The Secret Life Of A Sex Addict


The Secret Life Of A Sex Addict

Many of us have most likely experienced the “I never knew” response to discovering that someone we knew well lived a double life — a hypocritical life — a secret life.

A long time ago, I had a good friend who was considered a leader in the community, a great husband and dad, and one of the most moral and upright of men among us.  

I will never forget the day when I was informed that he had been embezzling millions of dollars over several years, and then, just vanished.   The FBI finally found his Porsche parked at the airport with no clue as to where he had gone.  

He abandoned his wife and kids, friends, as well as leaving many trusting people financially devastated.

The Shocking News Of Secrecy

We hear of scandals on the news, mass shootings, divorces, heinous crimes, and appalling behavior that people have engaged in, and our response is often one of shock — “I had no idea they were capable of that...they seemed so different.”

The reality is that they were good at bluffing.  They were good at keeping secrets — there own secrets.

Sexual addiction is rooted in secrecy

Secrecy is one of the perpetuators of sexual addiction

It’s no wonder that most sex addicts are not discovered until their sexual behavior has digressed into unmanageable measures.  Most sex addicts have lived so long in secret that they don’t even realize how disconnected and inauthentic their lives have become.

Secrecy Is An Expression Of Lying

Secrecy is expressed in lying.  Lying is more than just not telling the truth.  It is not telling the whole truth.  When we hold back secrets of our life from others, we are lying.

In reality, most of us are fairly comfortable sharing 90% of our lives with people close to us, but it’s the 10% that we don’t share that actually controls us.

According to studies done on lying, it is estimated that 60% of adults lie at least once in a 10-minute conversation.

Research shows that parents, friends, siblings, and spouses get lied to the most.  In other words, the people who we are supposed to be the closest to are the people we normally lie to.

Other studies reveal that:

  • 32% of patients lie to their doctor
  • 31% of job applicants lie on their resumes
  • 30% of adults lie about their diet and exercise

Think about all of the people who lie on their tax returns, lie on dating sites, lie at work, lie about their age, lie about their weight, and generally lie to themselves.

What about when a homeless person asks if we have any spare money, and we immediately respond, “No”.  

That’s a lie — we just don’t want to give them our spare change, but we are too intimidated to tell the truth and say, “I do have some spare change, but I don’t want to give it to you.”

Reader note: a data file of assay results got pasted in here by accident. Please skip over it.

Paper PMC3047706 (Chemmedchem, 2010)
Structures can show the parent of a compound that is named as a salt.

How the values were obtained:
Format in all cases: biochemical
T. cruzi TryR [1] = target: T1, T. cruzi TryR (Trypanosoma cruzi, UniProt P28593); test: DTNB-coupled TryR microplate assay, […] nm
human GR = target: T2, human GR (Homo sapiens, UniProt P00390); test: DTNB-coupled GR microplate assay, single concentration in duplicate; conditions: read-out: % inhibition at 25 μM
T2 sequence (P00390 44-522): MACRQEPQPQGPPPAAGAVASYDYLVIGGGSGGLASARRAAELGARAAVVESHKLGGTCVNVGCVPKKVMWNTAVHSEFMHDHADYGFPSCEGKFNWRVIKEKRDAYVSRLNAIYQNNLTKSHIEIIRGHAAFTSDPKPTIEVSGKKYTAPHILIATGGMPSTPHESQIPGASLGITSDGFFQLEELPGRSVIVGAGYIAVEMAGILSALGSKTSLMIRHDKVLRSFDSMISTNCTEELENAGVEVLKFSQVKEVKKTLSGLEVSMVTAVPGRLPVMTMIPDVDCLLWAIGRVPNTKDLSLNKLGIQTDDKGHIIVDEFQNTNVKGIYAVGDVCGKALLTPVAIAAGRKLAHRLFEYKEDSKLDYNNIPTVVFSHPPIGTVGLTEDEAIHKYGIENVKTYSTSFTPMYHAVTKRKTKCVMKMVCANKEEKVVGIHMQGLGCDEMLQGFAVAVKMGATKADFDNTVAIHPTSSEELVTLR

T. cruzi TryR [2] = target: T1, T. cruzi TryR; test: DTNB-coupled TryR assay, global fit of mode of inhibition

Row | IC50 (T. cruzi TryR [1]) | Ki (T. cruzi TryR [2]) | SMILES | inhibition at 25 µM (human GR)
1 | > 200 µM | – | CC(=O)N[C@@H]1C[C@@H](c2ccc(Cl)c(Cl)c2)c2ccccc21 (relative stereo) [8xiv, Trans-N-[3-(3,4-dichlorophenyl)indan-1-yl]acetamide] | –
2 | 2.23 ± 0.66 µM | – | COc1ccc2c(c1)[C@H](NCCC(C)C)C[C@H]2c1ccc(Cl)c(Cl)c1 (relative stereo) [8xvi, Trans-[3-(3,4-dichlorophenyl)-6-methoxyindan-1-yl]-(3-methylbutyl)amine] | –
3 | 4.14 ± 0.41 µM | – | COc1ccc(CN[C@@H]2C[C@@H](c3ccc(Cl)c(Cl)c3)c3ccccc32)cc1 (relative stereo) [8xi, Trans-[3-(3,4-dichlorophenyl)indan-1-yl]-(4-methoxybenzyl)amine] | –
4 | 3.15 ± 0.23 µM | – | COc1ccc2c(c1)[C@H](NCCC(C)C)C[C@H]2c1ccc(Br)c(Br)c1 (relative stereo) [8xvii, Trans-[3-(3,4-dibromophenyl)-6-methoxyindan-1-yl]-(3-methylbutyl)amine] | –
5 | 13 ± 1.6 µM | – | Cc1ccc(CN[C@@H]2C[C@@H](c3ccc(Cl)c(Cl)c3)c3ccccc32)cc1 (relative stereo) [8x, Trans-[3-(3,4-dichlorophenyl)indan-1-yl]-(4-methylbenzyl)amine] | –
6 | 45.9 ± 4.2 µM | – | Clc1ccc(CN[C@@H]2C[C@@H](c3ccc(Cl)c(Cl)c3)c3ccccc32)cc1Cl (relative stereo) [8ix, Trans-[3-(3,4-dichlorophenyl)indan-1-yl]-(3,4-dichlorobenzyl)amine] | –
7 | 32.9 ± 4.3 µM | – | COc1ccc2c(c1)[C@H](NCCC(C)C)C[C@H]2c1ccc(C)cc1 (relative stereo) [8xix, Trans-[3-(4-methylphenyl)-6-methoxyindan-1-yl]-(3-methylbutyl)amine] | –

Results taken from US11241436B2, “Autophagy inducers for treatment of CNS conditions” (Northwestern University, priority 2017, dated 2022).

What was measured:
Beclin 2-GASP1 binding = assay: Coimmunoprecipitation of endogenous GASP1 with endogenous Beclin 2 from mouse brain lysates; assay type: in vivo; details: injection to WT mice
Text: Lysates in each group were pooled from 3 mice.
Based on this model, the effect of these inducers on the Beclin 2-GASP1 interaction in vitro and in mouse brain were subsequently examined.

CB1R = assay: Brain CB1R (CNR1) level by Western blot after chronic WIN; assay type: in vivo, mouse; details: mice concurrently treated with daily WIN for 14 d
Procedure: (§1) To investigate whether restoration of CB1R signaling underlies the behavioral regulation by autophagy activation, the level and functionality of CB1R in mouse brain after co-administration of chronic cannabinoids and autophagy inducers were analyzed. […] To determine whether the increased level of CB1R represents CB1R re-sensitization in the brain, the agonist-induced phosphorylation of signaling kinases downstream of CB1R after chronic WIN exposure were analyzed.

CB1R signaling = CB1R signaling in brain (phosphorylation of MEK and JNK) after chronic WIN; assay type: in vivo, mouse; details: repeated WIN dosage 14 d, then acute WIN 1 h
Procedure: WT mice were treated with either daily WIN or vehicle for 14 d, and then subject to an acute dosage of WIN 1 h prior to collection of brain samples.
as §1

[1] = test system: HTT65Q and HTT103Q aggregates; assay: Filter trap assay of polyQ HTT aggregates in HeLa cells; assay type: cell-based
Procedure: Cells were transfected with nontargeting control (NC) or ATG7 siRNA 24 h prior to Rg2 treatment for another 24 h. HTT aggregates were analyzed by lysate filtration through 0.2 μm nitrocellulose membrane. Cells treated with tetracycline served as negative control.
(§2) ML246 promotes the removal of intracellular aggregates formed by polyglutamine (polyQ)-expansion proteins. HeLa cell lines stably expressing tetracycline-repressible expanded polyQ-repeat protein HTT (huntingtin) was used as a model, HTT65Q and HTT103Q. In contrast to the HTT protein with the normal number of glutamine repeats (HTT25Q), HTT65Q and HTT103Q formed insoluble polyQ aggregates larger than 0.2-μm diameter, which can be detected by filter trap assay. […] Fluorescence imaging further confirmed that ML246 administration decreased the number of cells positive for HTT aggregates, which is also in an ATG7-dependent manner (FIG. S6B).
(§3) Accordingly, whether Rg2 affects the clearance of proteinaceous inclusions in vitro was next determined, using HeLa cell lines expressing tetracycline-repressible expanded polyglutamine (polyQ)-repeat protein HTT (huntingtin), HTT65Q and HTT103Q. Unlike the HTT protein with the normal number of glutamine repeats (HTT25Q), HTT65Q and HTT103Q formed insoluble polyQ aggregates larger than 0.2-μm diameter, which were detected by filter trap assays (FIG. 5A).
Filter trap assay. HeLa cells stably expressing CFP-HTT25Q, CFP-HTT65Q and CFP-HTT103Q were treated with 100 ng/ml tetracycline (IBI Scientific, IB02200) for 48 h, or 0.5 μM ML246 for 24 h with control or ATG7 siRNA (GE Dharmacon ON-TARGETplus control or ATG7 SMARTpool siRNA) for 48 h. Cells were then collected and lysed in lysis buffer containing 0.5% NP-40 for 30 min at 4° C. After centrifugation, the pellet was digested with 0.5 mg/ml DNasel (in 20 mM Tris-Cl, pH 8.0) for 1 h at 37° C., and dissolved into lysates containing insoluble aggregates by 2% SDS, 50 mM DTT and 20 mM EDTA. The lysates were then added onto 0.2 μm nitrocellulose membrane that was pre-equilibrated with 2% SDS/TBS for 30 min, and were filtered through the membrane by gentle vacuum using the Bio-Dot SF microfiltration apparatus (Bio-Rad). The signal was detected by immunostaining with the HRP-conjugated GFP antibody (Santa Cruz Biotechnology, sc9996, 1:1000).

The reality is that we feel intimidated to shed our secrecy and tell the truth.  So, we live with lies, and propel our secretive lives into more and more dysfunction that destroys our personal and relational wellbeing.

The Shame Syndrome Of Secrecy

Lying is a defense mechanism that we use to avoid the feelings that we are not enough, valuable, or desirable in some way.

When we live in secrecy, shame keeps us in a cave of fear:

  • We are afraid that we will be rejected
  • We are afraid that we will be punished
  • We are afraid our life will get worse

Relational and social implications keep us from feeling safe in sharing our secrets. 

For this reason, most sex addicts don’t begin to get help until they get caught.  

Moreover, even when a sex addict does get caught, the tendency is to minimize the extent of the problem, which further propels secrecy.  

It’s Time To Shed Secrecy

I loved the movie Liar, Liar, with Jim Carey.  In the movie, he is a lawyer, who cannot tell a lie for an entire day because of his son’s birthday wish that has become a reality.  His life gets completely out of sorts in all kinds of consequential ways because of his newfound truth telling desire, but in the end his life is much better, and relationships are restored.

It’s time that we come out of secrecy and lying, and trust that honest vulnerability will ultimately save the day.

Sure, you may experience some dire consequences as you step out of secrecy, but in the end, the truth will set you free.

Shedding Secrecy Is A Key Step In Shedding Sexual Addiction

How can we expect to have meaningful, intimate relationships when we live in such secrecy with those we seek to connect with on a fulfilling level?  

No wonder why random, non-committed sex is so popular among the secret society of sexual addiction.

Sexual addiction is often an outgrowth of a lack of intimacy and isolation.  Ironically, deviant sexual behavior often times is a search for connection and intimacy, but always ends in more disconnection and isolation.

  • It is impossible to have true connection and intimacy without vulnerable honesty.  
  • It is impossible to shed sexual addiction without shedding secrecy.

When we are able to come out of the shadows of secrecy, we can begin to find the freedom from our compulsive behavior, as well as finding the wholeness and fulfillment in life that we have always wanted.

I want to encourage you to find someone that you can be honest with, and share the secrets that have locked you in the cave of fear and despair.

Sexual addiction cannot survive in an environment of honesty.

Let us know how we can be more helpful in your journey towards freedom and wellness.


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